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Powertrain technology holds the key to further reduction in fuel consumption and emissions by internal combustion engines, according to Peter Gutzmer, Chief Technology Officer at Schaeffler AG. 

“The electrification of the powertrain additionally helps to keep the internal combustion engine operating in its optimum range, which means that hybridization will continue to make rapid advances. Start-stop systems are becoming increasingly widespread and are set to develop from conventional starters into systems that provide features previously only available in hybrid vehicles. Energy recovery will become more and more of an issue as the performance of on-board electric systems and equipment increases. 
After all, a reduction in the vehicle’s fuel consumption and CO2 emissions can also be achieved if this energy is used to drive the vehicle,” he says. Schaeffler has two demonstration vehicles on the road to showcase and test the technology on the road. For the United States market the company has installed its Efficient Future Mobility system in a SUV. “The optimization of powertrains based on internal combustion engines allows even vehicles of this size to achieve the values specified by the CAFE standard for the year 2020,” explains Jeff Hemphill, vice president and chief technical officer of Schaeffler North America. “Our ideas for the electrification of the powertrain also put Schaeffler in a position to give the automotive industry the solutions it needs to fulfill the requirements set out for 2025,” he says. The company also has a concept vehicle on the road in India.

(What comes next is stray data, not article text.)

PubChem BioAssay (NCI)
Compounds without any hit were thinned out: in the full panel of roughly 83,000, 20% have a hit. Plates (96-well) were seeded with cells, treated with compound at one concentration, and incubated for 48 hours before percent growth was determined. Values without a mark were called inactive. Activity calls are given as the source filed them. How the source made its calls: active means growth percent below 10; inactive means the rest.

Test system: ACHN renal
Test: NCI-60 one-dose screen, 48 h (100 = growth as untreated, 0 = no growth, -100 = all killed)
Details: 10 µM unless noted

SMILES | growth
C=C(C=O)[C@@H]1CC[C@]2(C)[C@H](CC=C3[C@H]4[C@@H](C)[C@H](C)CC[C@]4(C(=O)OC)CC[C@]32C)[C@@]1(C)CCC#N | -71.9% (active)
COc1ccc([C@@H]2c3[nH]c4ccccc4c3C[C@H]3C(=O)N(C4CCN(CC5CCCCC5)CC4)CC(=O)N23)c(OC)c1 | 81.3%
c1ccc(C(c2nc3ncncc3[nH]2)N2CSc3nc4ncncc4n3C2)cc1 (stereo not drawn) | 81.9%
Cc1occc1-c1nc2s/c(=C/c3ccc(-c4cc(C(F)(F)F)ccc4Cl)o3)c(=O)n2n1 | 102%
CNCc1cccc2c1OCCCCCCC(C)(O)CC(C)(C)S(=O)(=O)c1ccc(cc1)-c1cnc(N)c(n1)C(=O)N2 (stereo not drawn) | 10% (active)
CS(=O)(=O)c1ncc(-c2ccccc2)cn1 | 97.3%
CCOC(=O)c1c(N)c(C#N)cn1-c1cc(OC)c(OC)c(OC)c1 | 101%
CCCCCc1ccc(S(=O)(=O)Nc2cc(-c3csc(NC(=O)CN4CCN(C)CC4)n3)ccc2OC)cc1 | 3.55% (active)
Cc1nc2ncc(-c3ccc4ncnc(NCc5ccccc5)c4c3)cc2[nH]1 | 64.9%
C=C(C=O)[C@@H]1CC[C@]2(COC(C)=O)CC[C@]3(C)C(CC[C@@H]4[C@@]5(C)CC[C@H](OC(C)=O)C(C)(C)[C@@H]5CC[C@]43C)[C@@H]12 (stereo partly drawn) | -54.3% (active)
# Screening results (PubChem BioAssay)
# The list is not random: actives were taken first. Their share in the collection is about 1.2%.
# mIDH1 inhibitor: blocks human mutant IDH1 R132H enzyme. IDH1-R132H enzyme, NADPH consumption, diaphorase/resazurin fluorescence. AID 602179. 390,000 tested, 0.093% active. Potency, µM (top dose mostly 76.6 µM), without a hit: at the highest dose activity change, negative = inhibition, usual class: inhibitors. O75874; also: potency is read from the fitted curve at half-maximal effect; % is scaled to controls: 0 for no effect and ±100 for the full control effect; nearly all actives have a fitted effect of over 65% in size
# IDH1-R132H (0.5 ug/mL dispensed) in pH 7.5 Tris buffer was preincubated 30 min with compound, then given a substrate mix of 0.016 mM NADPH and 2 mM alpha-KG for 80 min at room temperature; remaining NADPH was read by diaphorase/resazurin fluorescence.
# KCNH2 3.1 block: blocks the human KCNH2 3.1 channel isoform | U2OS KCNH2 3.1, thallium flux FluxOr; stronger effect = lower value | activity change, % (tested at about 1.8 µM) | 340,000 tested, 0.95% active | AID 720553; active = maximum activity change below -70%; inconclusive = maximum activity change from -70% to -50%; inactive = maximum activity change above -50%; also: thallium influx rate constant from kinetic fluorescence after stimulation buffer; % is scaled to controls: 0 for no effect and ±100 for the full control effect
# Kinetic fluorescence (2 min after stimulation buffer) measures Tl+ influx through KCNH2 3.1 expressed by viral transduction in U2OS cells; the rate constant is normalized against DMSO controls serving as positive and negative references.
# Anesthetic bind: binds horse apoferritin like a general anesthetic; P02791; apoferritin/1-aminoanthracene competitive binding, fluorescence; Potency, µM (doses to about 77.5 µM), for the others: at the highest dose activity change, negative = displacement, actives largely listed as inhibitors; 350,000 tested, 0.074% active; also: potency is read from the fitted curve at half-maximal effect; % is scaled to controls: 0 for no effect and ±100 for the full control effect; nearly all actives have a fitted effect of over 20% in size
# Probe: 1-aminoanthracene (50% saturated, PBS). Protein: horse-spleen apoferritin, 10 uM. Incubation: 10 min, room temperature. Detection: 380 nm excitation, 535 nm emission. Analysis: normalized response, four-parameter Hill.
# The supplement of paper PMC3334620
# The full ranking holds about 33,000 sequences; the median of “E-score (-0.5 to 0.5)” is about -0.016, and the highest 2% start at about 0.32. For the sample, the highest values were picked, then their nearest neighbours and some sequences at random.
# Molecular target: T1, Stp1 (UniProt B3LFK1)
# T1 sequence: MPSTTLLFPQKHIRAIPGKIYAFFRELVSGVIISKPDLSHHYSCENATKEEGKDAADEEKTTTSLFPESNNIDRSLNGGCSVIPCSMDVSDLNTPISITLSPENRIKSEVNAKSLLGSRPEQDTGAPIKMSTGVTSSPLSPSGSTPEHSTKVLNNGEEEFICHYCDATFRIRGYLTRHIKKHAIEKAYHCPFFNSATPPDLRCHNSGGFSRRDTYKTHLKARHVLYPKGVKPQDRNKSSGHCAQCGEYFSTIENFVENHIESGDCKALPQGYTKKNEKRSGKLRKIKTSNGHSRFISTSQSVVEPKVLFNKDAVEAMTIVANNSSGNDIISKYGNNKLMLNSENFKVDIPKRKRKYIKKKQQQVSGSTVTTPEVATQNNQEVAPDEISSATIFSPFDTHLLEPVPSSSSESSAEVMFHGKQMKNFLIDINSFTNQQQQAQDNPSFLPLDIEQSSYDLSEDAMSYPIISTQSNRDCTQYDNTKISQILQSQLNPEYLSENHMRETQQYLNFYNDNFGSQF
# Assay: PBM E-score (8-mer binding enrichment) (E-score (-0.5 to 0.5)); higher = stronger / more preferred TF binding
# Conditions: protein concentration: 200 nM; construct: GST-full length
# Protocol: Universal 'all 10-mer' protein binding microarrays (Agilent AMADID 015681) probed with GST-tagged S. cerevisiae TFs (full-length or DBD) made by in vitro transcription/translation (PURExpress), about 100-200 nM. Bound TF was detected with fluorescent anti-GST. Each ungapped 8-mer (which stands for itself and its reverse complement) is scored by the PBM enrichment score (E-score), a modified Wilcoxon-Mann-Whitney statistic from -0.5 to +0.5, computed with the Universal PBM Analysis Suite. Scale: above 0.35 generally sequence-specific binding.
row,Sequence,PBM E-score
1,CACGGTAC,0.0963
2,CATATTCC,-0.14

Automotive Industries (AI) asked Peter Guzmer, Chief Technical Officer of Schaeffler, which systems have been included in the North American vehicle. 

Guzmer: The technology platform is based on the current version of a popular mid-size SUV that is fitted with an automatic transmission and torque converter. The concept vehicle employs Schaeffler systems such as a thermal management module and all-wheel drive (AWD) disconnect clutch. The thermal management module allows the engine to reach its operating temperature quickly and the temperature balance to be precisely controlled. Other solutions that are on board include Schaeffler innovations for engine start-stop systems such as the “permanently engaged starter generator” with a wrap-spring oneway clutch and a latching valve that allows the vehicle to be driven for longer with the engine switched off without the need for energy-consuming pumps. Impressive results have also been achieved through detailed friction optimization work carried out on the belt drive, the valve train and the balancer shafts, as well as the optimization of the torque converter. We have increased the efficiency of the vehicle by up to 15%.